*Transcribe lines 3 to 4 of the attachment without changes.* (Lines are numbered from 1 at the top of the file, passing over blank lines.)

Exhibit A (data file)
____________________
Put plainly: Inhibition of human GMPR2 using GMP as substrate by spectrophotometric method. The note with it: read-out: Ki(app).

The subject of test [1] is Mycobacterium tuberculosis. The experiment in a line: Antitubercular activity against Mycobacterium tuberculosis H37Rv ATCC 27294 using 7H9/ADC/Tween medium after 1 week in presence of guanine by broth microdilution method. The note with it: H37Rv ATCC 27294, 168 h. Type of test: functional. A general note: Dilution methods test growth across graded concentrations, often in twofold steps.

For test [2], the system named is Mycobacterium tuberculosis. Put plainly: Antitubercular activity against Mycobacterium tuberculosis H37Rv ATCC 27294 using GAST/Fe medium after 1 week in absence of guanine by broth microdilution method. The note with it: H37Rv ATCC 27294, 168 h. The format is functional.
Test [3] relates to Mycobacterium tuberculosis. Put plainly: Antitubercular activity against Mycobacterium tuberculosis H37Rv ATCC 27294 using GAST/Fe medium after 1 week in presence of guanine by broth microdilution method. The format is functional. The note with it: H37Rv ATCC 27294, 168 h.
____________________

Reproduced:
For test [2], the system named is Mycobacterium tuberculosis. Put plainly: Antitubercular activity against Mycobacterium tuberculosis H37Rv ATCC 27294 using GAST/Fe medium after 1 week in absence of guanine by broth microdilution method. The note with it: H37Rv ATCC 27294, 168 h. The format is functional.
Test [3] relates to Mycobacterium tuberculosis. Put plainly: Antitubercular activity against Mycobacterium tuberculosis H37Rv ATCC 27294 using GAST/Fe medium after 1 week in presence of guanine by broth microdilution method. The format is functional. The note with it: H37Rv ATCC 27294, 168 h.